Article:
As a blogger I rely on the internet. I don’t think about it often. Rather like the driver who knows very little about cars I just get into the driving seat and drive. As with the driver in the above example, I know little about how the engine (internet) works but I trust that the manufacturer (my Internet Service Provider or ISP) will get me safely, from A to B without incident. Unfortunately as with vehicles, so with the internet, things can (and do) go wrong. In this case spectacularly so – my ISP (TalkTalk) has been hacked, (http://www.independent.co.uk/news/uk/home-news/talktalk-cyber-attack-company-accused-of-cover-up-following-reports-customers-targeted-a-week-before-a6707091.html). The incident is shocking as the Chief Executive, Dido Harding has been reported as saying that she is uncertain as to whether key customer information (including bank details) where encrypted on the TalkTalk servers. As the head of a company entrusted with the data of around four million customers I, in my naivety would assume that chief executives should be cognisant of such matters. That is why they receive salaries which the vast majority of their customers will never see in a lifetime.
The above incident is the third such in a period of twelve months. Either TalkTalk is incredibly unlucky (but not as unlucky as it’s hapless customers) or a worrying degree of incompetence is at work here. I have my suspicions as to which one it is.
A close friend of mine (a former AOL customer, as AOL was subsumed into TalkTalk) is in the process of moving to another ISP and I am strongly minded to follow his example.
I remain in a state of disbelief that a security breech of this magnitude could take place not once, not twice but three times in a time-frame of some twelve months. Stable doors should be shut prior to (not after) the horse has bolted but TalkTalk appear to be desperately attempting to fasten the door long after the beast has departed.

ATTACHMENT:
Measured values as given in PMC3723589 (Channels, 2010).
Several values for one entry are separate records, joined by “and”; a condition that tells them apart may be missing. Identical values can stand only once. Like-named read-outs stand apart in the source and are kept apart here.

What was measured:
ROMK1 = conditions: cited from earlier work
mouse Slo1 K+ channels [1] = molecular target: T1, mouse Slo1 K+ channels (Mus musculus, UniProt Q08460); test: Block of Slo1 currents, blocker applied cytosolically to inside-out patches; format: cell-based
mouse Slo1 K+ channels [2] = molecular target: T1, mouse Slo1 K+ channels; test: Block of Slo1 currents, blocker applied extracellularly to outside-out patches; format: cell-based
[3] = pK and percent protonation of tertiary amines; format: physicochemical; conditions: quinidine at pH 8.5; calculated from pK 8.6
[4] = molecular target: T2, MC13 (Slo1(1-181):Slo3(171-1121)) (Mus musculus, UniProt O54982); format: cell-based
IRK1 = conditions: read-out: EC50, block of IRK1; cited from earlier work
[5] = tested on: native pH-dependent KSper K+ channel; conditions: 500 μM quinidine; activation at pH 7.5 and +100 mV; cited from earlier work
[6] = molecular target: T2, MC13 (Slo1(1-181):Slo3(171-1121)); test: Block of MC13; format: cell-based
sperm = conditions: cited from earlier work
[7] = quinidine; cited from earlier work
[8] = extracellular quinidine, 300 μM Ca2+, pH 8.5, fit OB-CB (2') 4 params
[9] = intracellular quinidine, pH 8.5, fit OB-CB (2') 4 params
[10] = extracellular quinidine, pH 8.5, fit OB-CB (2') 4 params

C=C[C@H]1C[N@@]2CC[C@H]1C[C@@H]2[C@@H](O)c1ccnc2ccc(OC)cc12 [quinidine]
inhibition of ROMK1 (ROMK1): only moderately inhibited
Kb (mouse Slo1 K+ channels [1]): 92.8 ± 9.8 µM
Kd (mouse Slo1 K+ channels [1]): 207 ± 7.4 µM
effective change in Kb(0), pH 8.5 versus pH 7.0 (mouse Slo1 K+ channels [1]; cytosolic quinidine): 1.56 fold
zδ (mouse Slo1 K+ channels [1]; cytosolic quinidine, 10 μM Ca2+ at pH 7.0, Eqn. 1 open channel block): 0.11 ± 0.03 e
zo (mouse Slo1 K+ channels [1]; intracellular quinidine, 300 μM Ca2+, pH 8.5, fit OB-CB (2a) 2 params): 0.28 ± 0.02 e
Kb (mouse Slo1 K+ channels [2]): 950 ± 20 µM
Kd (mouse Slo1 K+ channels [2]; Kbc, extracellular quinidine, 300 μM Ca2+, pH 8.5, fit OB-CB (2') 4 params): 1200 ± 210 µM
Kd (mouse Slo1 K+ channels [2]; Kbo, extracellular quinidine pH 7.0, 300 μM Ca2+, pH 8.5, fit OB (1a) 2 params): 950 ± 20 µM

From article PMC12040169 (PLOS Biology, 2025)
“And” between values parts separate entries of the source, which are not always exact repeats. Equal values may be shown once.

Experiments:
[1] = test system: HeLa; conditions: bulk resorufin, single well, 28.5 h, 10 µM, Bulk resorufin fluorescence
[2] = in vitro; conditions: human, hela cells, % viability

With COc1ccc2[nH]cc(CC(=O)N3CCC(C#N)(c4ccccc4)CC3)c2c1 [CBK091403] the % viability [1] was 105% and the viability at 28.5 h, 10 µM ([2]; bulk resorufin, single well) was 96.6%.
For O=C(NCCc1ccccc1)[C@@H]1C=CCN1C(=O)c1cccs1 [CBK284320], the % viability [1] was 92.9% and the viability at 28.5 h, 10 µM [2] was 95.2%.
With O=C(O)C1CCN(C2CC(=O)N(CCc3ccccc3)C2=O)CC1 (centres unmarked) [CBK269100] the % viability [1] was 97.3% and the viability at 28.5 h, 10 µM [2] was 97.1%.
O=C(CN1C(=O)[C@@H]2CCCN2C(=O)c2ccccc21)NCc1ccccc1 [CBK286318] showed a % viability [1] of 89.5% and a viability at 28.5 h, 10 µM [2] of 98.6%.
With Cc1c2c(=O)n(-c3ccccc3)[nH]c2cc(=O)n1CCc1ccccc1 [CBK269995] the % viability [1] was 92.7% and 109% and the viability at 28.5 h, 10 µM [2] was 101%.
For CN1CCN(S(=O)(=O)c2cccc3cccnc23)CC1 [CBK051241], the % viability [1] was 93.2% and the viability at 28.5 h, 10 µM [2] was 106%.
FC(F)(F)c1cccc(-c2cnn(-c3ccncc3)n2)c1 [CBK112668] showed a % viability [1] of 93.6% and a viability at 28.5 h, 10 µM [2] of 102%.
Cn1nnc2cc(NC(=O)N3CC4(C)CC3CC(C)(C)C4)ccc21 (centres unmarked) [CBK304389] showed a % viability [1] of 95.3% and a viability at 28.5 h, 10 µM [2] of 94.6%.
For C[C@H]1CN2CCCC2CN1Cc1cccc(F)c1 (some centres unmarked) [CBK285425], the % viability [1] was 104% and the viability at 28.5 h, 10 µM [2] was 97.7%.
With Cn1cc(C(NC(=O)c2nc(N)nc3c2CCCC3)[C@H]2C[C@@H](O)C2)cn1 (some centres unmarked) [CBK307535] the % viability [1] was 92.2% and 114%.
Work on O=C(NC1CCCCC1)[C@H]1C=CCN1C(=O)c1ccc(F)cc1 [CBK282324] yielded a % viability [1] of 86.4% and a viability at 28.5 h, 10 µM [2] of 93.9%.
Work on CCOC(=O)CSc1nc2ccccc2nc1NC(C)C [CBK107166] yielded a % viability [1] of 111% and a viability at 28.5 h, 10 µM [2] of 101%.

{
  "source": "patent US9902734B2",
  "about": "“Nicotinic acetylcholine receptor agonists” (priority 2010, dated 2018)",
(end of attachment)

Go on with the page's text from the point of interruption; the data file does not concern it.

The internet is, for most of us a place where we shop, interact with other like-minded individuals via social media and pursue a variety of other activities. We use search engines such as Google and even when our browser’s cookies are cleared they can, by a person with a fairly rudimentary knowledge of computers be restored enabling browsing habits to be ascertained.
In his book “The Dark Net”, Jamie Bartlett deals with the so-called dark net, a world in which anything is possible, however malign the intentions of the user. Guns, child pornography, all are available to those who know how to navigate the Dark Web.
Apart from criminals the Dark Web is also used by political dissidents wishing to avoid the attentions of authoritarian regimes. It is, in short the wild west of the internet. The Dark Web is, in brief a tool which can be employed for good or evil and is, like all technology neither good or bad, dependent as it is on the motivations of those who avail themselves of it.
This afternoon I received a call on my landline from a man claiming to be from my Internet Service Provider (ISP). When I asked him which ISP he mentioned BT, Virgin and
TalkTalk (what a busy be he must be, well some kind of b anyway)! I played him along and asked why he was calling to which he responded that he wished
to ascertain whether I had a slow internet. I said that I didn’t and he refered to viruses crawling through my speakers (naughty old viruses someone in authority really should have a stern word with them)!Anyway when he realised that this particular fish wasn’t going to bite my friend hung up. I subsequently called my ISP, (TalkTalk) who, of
course confirmed that it wasn’t them who called, what a surprise!
The above incident provided me with some wry amusement. However had the “gentleman” (I use the term advisedly) called someone unfamiliar with computers, a person with severe learning disabilities or a frail, elderly confused person the situation would not have been so humorous. I can imagine him taking control of their computer and stealing bank details etc. Heaven knows where this man got my number from as I’m not listed in the telephone directory. I guess he dialled at random and happened to get through to yours truly. As it happens I am having computer problems but rather than trust to the tender mercies of a scammer my friend Jeff will visit on Tuesday to resolve the problems I’m having. Much safer all round I think!